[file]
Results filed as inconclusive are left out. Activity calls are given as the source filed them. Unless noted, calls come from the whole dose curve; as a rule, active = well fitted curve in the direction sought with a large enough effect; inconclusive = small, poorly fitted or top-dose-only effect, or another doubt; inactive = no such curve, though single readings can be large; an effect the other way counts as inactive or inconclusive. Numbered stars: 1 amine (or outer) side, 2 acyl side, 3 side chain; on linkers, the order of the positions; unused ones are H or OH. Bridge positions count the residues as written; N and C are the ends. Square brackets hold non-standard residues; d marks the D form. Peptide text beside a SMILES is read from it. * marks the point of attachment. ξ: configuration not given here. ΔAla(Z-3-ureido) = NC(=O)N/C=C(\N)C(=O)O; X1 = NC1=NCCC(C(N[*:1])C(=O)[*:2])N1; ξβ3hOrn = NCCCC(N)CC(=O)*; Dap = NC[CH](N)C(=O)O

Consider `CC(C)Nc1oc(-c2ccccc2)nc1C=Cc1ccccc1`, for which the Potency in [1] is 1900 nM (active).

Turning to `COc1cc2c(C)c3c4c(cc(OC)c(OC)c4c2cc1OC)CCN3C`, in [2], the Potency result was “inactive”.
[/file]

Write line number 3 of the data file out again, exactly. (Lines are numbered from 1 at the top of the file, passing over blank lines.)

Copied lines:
Turning to `COc1cc2c(C)c3c4c(cc(OC)c(OC)c4c2cc1OC)CCN3C`, in [2], the Potency result was “inactive”.